Whenever you look at what's to come, you must first look at what has happened in the recent past. To put it mildly, 2011 has been a roller-coaster year, and most of it has been far beyond the control of HVACR contractors.
Lower federal tax credits
Before 2011 even began, Congress extended the popular 25C tax credits through the end of 2011, but at a much lower value. The drop in the tax credits to a maximum of $500 for high efficiency units, instead of the previous $1,500, has made them less attractive to homeowners. In fact, some contractors feel that at the current levels, they offer little incentive to home-owners to purchase higher efficiency units. Since these tax credits expire at the end of the 2011, Air Conditioning Contractors of America (ACCA) will be working with many of its industry partners to get them extended again and will try to get them brought back to the higher level.
Turmoil in Congress
Political games are starting early ahead of the 2012 elections, with both the Democrats and Republicans in Congress taking firm stances with little wiggle room. We saw this in the spring when they narrowly reached an agreement on a budget that prevented the federal government from shutting down and then again in the dog days of summer, when they debated raising the debt ceiling. Both of these struggles did little to help the economy, sending a message that hope of bipartisanship to get the country back on track was not the preferred option.
Regional standards finalized
Then late in October, the Department of Energy finalized new energy conservation standards for residential HVAC appliances, along with regional equipment standards. The next step will be for DOE to figure out how to enforce these standards, which will be hashed out in 2012.
Even though it sounds like nothing good happened in 2011, it's far from the truth.
How have our contractors' attitudes changed?
ACCA continued to gauge how contractors feel about short-term growth through its Contractor Comfort Index (CCI). 2011 was the second year that contractors were asked how they feel about new customer acquisition, existing business and employment numbers.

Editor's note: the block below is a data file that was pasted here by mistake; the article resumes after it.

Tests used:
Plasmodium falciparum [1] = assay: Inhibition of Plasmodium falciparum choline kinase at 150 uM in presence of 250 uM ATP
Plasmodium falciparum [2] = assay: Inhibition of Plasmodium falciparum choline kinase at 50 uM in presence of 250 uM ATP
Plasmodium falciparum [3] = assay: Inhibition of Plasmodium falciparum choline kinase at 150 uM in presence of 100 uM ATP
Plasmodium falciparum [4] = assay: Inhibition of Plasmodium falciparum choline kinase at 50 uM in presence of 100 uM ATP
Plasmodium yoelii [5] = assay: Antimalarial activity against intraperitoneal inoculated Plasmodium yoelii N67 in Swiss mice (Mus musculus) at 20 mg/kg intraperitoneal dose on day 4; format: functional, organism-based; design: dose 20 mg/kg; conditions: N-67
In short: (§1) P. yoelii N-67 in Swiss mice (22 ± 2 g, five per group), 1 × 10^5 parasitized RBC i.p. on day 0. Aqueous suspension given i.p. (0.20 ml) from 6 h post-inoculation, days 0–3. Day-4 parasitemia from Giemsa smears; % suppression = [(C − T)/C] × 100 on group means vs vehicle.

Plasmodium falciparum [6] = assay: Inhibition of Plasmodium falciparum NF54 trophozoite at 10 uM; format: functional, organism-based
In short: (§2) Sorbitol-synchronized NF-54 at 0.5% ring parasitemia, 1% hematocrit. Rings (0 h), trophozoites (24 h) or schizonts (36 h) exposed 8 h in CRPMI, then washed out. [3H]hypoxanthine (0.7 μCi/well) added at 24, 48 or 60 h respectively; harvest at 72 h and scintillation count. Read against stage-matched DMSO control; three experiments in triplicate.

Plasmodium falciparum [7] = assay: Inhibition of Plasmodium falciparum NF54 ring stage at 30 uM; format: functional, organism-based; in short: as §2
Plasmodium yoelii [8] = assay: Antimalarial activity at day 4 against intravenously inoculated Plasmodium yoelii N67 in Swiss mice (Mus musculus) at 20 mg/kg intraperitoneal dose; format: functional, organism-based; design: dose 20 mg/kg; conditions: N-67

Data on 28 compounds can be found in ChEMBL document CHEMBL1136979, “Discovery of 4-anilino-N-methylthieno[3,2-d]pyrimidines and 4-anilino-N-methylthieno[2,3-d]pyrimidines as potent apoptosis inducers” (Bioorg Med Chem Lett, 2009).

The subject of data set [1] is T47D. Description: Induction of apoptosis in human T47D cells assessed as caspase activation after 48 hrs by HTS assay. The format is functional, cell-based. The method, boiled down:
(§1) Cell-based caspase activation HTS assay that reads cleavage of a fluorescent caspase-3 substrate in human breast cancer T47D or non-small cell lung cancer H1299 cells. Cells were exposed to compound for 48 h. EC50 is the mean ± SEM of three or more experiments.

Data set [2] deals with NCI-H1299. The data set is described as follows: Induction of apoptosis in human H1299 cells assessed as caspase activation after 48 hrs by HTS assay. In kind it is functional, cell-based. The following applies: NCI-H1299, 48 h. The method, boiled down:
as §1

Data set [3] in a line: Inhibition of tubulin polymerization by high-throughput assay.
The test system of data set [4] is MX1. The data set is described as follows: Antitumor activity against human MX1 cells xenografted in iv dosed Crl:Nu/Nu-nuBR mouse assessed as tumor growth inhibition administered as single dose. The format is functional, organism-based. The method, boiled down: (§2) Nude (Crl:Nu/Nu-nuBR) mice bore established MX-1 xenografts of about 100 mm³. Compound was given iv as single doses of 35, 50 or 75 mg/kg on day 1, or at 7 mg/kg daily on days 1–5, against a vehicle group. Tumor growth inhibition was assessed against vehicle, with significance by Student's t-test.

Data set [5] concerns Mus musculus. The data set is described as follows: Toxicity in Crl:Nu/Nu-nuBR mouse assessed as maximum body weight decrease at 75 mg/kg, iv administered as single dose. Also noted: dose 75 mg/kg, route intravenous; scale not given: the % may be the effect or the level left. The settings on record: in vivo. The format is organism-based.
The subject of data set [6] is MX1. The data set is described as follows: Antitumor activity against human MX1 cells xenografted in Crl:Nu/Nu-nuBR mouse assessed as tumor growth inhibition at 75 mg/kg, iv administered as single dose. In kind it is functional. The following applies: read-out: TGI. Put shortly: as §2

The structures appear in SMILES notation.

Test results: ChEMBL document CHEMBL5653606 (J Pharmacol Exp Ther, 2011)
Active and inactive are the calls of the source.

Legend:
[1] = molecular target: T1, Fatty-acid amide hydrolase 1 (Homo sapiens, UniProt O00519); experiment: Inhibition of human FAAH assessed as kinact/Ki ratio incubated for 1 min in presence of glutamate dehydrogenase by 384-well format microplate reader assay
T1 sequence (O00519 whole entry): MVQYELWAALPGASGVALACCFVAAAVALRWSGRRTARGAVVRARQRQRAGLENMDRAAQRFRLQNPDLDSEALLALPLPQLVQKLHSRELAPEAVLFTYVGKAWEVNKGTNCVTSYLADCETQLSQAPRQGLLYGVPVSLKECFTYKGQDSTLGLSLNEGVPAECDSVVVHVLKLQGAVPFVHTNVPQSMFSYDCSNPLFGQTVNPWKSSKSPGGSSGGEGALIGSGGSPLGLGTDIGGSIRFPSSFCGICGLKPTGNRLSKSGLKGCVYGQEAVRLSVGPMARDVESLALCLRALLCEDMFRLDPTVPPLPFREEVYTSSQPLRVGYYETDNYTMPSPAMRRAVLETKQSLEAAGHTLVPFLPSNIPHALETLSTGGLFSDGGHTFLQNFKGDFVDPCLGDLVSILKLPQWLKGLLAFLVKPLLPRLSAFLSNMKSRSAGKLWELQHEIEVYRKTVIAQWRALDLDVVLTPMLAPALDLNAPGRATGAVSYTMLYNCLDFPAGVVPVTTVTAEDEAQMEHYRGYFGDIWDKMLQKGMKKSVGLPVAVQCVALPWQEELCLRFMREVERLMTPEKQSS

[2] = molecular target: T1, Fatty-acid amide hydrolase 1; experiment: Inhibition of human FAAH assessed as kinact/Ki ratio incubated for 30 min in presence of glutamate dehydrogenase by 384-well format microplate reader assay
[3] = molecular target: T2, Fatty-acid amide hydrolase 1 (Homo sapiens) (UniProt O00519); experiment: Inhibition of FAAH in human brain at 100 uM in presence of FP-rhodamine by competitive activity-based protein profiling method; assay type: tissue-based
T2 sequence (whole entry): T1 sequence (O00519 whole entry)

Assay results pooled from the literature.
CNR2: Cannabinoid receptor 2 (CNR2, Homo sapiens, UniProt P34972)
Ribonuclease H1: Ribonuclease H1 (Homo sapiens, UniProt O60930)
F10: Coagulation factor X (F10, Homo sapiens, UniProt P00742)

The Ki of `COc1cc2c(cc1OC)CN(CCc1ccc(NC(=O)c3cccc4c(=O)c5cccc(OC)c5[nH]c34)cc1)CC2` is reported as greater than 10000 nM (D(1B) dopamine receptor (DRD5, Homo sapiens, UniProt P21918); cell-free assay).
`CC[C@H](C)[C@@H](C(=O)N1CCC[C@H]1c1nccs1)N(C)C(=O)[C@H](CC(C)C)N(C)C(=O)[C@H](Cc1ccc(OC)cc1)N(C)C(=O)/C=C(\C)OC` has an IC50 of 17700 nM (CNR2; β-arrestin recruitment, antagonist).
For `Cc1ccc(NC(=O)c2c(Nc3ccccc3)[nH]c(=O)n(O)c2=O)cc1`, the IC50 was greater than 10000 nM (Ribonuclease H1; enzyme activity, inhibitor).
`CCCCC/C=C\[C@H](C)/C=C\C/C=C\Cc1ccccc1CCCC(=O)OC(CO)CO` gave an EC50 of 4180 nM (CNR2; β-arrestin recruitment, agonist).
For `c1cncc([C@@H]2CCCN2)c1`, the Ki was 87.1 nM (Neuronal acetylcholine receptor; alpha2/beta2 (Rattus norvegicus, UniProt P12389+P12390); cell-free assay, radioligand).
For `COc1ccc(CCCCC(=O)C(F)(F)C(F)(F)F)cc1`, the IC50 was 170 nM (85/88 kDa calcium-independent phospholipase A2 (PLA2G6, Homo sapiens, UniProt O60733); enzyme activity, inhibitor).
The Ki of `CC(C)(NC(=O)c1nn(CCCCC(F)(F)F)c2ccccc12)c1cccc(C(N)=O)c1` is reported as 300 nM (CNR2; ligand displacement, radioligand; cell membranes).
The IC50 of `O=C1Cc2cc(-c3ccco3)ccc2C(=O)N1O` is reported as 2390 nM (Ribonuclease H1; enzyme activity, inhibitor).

With an index of 50 or above indicating anticipated growth, in 2011 contractors continued to tell us that they were feeling cautiously optimistic. The CCI had a high of 69 in April and a low of 51 in September.
Two negative programs repealed
In April, Congress repealed the onerous 1099 filing requirement they tucked into the Obama health care bill (Ed. Note: Patient Protection and Affordable Care Act). ACCA was one of the first groups to recognize this provision and worked to get it repealed so that small businesses, like HVACR companies, would not face the burden of unnecessary paperwork.
Then in late October, the House of Representatives voted to repeal a pending 3 percent withholding tax that was part of the Tax Reconciliation Act of 2005 and would have gone into effect in 2013. This tax requires that federal, state and local governments withhold 3 percent from payments for most goods and services. This would have been a huge burden on contractors, who would have had to increase their prices to cover the withholding or take a huge financial hit. The Senate followed suit, voting to repeal the withholding tax in early November, and President Obama signed it into law.
And it was HOT, HOT, HOT!
This summer was a sizzler, and for most contractors, that means they were busy. With record-breaking temperatures across the country, 2011 was one of the hottest summers since 1985.